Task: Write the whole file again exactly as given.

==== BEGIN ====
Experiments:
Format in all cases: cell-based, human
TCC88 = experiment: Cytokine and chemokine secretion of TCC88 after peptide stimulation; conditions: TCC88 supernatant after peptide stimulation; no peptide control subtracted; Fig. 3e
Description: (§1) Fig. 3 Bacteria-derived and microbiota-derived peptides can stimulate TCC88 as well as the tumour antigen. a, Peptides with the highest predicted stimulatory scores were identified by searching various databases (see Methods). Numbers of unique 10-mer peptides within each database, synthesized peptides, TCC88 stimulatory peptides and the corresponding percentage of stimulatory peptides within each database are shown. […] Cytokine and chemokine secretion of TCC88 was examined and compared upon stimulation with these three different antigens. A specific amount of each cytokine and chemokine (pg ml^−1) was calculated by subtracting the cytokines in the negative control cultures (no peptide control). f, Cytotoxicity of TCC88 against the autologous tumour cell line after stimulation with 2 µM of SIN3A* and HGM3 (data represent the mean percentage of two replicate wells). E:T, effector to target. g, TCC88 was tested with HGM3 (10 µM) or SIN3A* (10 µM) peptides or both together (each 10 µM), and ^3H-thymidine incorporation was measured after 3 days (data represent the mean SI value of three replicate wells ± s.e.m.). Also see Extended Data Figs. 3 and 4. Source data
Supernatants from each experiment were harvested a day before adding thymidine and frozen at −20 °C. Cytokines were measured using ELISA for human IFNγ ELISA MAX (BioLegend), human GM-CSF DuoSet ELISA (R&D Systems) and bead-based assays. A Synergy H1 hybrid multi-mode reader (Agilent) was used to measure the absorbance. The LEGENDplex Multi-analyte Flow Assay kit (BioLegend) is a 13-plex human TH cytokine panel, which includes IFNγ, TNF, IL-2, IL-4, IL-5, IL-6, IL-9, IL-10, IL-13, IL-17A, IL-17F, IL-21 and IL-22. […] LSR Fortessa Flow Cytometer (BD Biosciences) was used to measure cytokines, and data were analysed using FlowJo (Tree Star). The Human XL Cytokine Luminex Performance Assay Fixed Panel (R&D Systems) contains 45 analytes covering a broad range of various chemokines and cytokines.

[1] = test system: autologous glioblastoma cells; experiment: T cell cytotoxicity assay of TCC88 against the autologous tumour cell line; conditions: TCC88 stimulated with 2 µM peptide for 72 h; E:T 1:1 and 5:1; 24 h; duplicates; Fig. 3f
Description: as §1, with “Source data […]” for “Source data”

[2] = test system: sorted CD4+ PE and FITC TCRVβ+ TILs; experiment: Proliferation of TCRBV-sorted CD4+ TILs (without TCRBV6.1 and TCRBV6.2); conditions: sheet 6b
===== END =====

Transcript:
Experiments:
Format in all cases: cell-based, human
TCC88 = experiment: Cytokine and chemokine secretion of TCC88 after peptide stimulation; conditions: TCC88 supernatant after peptide stimulation; no peptide control subtracted; Fig. 3e
Description: (§1) Fig. 3 Bacteria-derived and microbiota-derived peptides can stimulate TCC88 as well as the tumour antigen. a, Peptides with the highest predicted stimulatory scores were identified by searching various databases (see Methods). Numbers of unique 10-mer peptides within each database, synthesized peptides, TCC88 stimulatory peptides and the corresponding percentage of stimulatory peptides within each database are shown. […] Cytokine and chemokine secretion of TCC88 was examined and compared upon stimulation with these three different antigens. A specific amount of each cytokine and chemokine (pg ml^−1) was calculated by subtracting the cytokines in the negative control cultures (no peptide control). f, Cytotoxicity of TCC88 against the autologous tumour cell line after stimulation with 2 µM of SIN3A* and HGM3 (data represent the mean percentage of two replicate wells). E:T, effector to target. g, TCC88 was tested with HGM3 (10 µM) or SIN3A* (10 µM) peptides or both together (each 10 µM), and ^3H-thymidine incorporation was measured after 3 days (data represent the mean SI value of three replicate wells ± s.e.m.). Also see Extended Data Figs. 3 and 4. Source data
Supernatants from each experiment were harvested a day before adding thymidine and frozen at −20 °C. Cytokines were measured using ELISA for human IFNγ ELISA MAX (BioLegend), human GM-CSF DuoSet ELISA (R&D Systems) and bead-based assays. A Synergy H1 hybrid multi-mode reader (Agilent) was used to measure the absorbance. The LEGENDplex Multi-analyte Flow Assay kit (BioLegend) is a 13-plex human TH cytokine panel, which includes IFNγ, TNF, IL-2, IL-4, IL-5, IL-6, IL-9, IL-10, IL-13, IL-17A, IL-17F, IL-21 and IL-22. […] LSR Fortessa Flow Cytometer (BD Biosciences) was used to measure cytokines, and data were analysed using FlowJo (Tree Star). The Human XL Cytokine Luminex Performance Assay Fixed Panel (R&D Systems) contains 45 analytes covering a broad range of various chemokines and cytokines.

[1] = test system: autologous glioblastoma cells; experiment: T cell cytotoxicity assay of TCC88 against the autologous tumour cell line; conditions: TCC88 stimulated with 2 µM peptide for 72 h; E:T 1:1 and 5:1; 24 h; duplicates; Fig. 3f
Description: as §1, with “Source data […]” for “Source data”

[2] = test system: sorted CD4+ PE and FITC TCRVβ+ TILs; experiment: Proliferation of TCRBV-sorted CD4+ TILs (without TCRBV6.1 and TCRBV6.2); conditions: sheet 6b